X-Ray is a form of invisible, high-frequency electromagnetic radiation which a very small and energetic. They are produced by accelerating electrons at a metal target. X-Rays are used in various medical applications, especially for imaging.
Today, different types of X-Rays are used for specific purposes. For example, mammograms are used to examine the breasts and a barium enema is used to detect bowel problems.
Bone is a very hard and dense tissue that shows up clearly on X-Rays. X-Rays are therefore very useful for diagnosing bone-related problems.
For example, X-Rays can be used to help identify:
Fractures and breaks
Problems with teeth, such as tooth decay
Thinning and weakening of the bones (Osteoporosis)
Bone infection (Osteomyelitis)
An abnormal curvature of the spine (Scoliosis)
Bone Cancers, such as osteosarcoma and Ewing’s sarcoma
X-Rays are also sometimes used during investigative or therapeutic procedures to help the surgeon guide equipment to the area being examined or treated.
Although major organs and blood vessels do not show up as clearly on X-Rays as bones, they are visible. A chest X-Ray is therefore a good way of identifying changes or abnormalities in your heart, lungs and major arteries.
Barium is a type of contrast medium that you may be given in a solution to drink. After the barium has moved down into your upper digestive system, a series of X-Rays will be taken. A barium swallow can be used to diagnose problems with the upper digestive system, such as swallowing problems (Dysphagia) and persistent symptoms of abdominal pain.
A barium enema involves barium solution being pumped through your anus (Back passage) and into your bowel. Barium enemas can be used to diagnose bowel problems, such as persistent constipation and blood in your faeces (Stools).
During an intravenous urogram (IVU), contrast medium is injected into your veins. Iodine solution is usually used, which moves into your kidneys and bladder. X-Rays of your kidneys and bladder will then be taken. IVU is often used to diagnose urinary system problems.
An X-Ray machine is used to take pictures of dense structures in the body. The machine uses photons that pass through the body. Very dense structures, such as bones, do not allow the photons to pass through and will appear white. Air appears black, and fluid, fat and muscles will appear as shades of gray. X-Ray machines are used extensively in the health care industry. The resulting X-Ray pictures are called radiographs.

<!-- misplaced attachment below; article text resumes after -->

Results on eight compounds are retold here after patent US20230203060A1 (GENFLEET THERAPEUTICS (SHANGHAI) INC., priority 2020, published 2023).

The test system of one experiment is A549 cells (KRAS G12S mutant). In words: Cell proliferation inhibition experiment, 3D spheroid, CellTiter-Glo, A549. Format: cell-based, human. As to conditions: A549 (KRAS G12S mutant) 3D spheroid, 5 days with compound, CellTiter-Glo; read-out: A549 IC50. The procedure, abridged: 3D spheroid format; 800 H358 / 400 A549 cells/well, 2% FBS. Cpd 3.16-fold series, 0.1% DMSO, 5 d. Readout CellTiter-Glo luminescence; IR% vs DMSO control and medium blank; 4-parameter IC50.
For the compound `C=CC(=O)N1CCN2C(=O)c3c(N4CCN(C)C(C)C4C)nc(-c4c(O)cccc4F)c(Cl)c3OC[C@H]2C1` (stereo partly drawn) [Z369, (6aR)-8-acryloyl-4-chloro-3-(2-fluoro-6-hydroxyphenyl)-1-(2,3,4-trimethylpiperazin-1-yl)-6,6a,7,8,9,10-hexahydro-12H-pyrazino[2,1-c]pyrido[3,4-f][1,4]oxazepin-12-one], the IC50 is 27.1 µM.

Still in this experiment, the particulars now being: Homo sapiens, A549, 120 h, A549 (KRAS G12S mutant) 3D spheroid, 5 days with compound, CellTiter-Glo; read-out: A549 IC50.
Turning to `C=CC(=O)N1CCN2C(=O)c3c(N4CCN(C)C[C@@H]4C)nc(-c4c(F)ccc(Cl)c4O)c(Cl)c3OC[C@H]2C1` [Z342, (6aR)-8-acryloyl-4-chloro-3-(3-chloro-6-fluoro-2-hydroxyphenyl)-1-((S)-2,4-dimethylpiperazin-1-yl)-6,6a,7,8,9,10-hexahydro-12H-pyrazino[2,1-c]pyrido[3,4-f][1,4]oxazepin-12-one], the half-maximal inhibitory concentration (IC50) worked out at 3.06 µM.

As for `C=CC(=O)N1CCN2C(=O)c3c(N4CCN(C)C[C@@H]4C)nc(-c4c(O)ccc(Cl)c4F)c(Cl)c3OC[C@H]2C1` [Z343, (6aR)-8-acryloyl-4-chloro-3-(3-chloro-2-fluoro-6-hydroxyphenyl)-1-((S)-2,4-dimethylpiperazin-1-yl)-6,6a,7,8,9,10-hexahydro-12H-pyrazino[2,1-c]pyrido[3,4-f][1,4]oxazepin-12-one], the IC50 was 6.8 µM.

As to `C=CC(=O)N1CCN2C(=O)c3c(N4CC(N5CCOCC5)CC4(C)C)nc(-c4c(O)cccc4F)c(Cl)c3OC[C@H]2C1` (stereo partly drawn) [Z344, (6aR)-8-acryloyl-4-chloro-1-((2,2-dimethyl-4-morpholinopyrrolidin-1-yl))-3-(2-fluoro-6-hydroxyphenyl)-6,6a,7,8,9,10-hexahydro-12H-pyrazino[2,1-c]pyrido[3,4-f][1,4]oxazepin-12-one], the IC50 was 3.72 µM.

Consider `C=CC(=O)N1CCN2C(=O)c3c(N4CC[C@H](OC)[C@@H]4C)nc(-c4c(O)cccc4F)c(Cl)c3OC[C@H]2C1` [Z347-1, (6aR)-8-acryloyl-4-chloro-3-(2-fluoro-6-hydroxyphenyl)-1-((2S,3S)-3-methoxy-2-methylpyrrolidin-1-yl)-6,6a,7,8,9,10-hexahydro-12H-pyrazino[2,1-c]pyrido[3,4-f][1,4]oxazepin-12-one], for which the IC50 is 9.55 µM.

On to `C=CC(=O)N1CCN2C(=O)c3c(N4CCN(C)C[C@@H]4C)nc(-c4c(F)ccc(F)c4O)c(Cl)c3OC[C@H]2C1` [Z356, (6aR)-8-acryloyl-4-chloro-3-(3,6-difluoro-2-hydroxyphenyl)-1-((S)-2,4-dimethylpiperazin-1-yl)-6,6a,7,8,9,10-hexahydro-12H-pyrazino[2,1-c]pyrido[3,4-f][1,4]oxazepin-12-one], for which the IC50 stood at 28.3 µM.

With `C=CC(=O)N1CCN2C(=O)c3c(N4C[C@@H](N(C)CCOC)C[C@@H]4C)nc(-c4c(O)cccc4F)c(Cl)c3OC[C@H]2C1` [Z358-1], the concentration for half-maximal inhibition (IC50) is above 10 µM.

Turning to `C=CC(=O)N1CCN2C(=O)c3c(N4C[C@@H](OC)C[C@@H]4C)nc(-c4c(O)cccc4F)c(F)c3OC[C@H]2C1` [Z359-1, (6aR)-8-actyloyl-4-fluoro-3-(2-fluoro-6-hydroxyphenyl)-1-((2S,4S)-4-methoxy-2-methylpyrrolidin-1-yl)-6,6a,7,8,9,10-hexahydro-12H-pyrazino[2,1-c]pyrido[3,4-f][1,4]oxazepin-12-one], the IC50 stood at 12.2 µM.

Computed Radiography , uses very similar equipment to conventional radiography except that in place of a film to create the image, an imaging plate (IP) made of photostimulable phosphor is used. The imaging plate is housed in a special cassette and placed under the body part or object to be examined and the x-ray exposure is made. Hence, instead of taking an exposed film into a darkroom for developing in chemical tanks or an automatic film processor, the imaging plate is run through a special laser scanner, or CR reader, that reads and digitizes the image. The digital image can then be viewed and enhanced using software that has functions very similar to other conventional digital image-processing software, such as contrast, brightness, filtration and zoom.
No silver based film or chemicals are required to process film.
Reduced film storage costs because images can be stored digitally.
Computed radiography often requires fewer retakes due to under- or over-exposure which can result in lower overall dose to the patient, if you assume a moderate amount of retakes. CR can require up to 30% less dose than film.
Image acquisition is much faster – image previews can be available in less than 10 seconds.
By adjusting image brightness and/or contrast, a wide range of thicknesses may be examined in one exposure, unlike conventional film based radiography, which may require a different exposure or multiple film speeds in one exposure to cover wide thickness range in a component.
Images can be enhanced digitally to aid in interpretation.
Images can be stored on disk or transmitted for off-site review.